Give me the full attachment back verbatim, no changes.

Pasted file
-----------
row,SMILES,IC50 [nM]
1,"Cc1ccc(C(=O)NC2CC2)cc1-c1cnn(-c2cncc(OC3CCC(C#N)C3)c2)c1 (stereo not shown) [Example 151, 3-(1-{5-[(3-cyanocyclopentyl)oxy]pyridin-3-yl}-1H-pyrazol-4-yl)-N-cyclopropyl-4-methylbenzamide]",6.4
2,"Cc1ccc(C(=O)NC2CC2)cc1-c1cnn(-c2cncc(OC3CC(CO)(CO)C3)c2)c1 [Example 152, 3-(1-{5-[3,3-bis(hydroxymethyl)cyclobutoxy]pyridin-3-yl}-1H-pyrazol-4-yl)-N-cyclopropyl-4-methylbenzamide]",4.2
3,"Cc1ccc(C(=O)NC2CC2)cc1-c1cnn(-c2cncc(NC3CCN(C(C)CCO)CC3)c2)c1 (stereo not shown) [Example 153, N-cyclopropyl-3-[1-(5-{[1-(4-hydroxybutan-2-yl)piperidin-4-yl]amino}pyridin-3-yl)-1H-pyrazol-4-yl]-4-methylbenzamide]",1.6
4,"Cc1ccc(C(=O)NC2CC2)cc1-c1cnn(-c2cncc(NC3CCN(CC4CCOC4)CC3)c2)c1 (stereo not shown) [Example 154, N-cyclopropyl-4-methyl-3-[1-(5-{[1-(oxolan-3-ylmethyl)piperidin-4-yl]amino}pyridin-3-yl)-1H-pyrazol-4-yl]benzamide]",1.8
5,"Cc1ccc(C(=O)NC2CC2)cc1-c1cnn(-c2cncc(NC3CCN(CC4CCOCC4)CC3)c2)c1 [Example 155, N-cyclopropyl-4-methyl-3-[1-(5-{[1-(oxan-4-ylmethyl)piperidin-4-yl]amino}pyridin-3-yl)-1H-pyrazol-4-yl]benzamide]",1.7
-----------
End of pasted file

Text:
row,SMILES,IC50 [nM]
1,"Cc1ccc(C(=O)NC2CC2)cc1-c1cnn(-c2cncc(OC3CCC(C#N)C3)c2)c1 (stereo not shown) [Example 151, 3-(1-{5-[(3-cyanocyclopentyl)oxy]pyridin-3-yl}-1H-pyrazol-4-yl)-N-cyclopropyl-4-methylbenzamide]",6.4
2,"Cc1ccc(C(=O)NC2CC2)cc1-c1cnn(-c2cncc(OC3CC(CO)(CO)C3)c2)c1 [Example 152, 3-(1-{5-[3,3-bis(hydroxymethyl)cyclobutoxy]pyridin-3-yl}-1H-pyrazol-4-yl)-N-cyclopropyl-4-methylbenzamide]",4.2
3,"Cc1ccc(C(=O)NC2CC2)cc1-c1cnn(-c2cncc(NC3CCN(C(C)CCO)CC3)c2)c1 (stereo not shown) [Example 153, N-cyclopropyl-3-[1-(5-{[1-(4-hydroxybutan-2-yl)piperidin-4-yl]amino}pyridin-3-yl)-1H-pyrazol-4-yl]-4-methylbenzamide]",1.6
4,"Cc1ccc(C(=O)NC2CC2)cc1-c1cnn(-c2cncc(NC3CCN(CC4CCOC4)CC3)c2)c1 (stereo not shown) [Example 154, N-cyclopropyl-4-methyl-3-[1-(5-{[1-(oxolan-3-ylmethyl)piperidin-4-yl]amino}pyridin-3-yl)-1H-pyrazol-4-yl]benzamide]",1.8
5,"Cc1ccc(C(=O)NC2CC2)cc1-c1cnn(-c2cncc(NC3CCN(CC4CCOCC4)CC3)c2)c1 [Example 155, N-cyclopropyl-4-methyl-3-[1-(5-{[1-(oxan-4-ylmethyl)piperidin-4-yl]amino}pyridin-3-yl)-1H-pyrazol-4-yl]benzamide]",1.7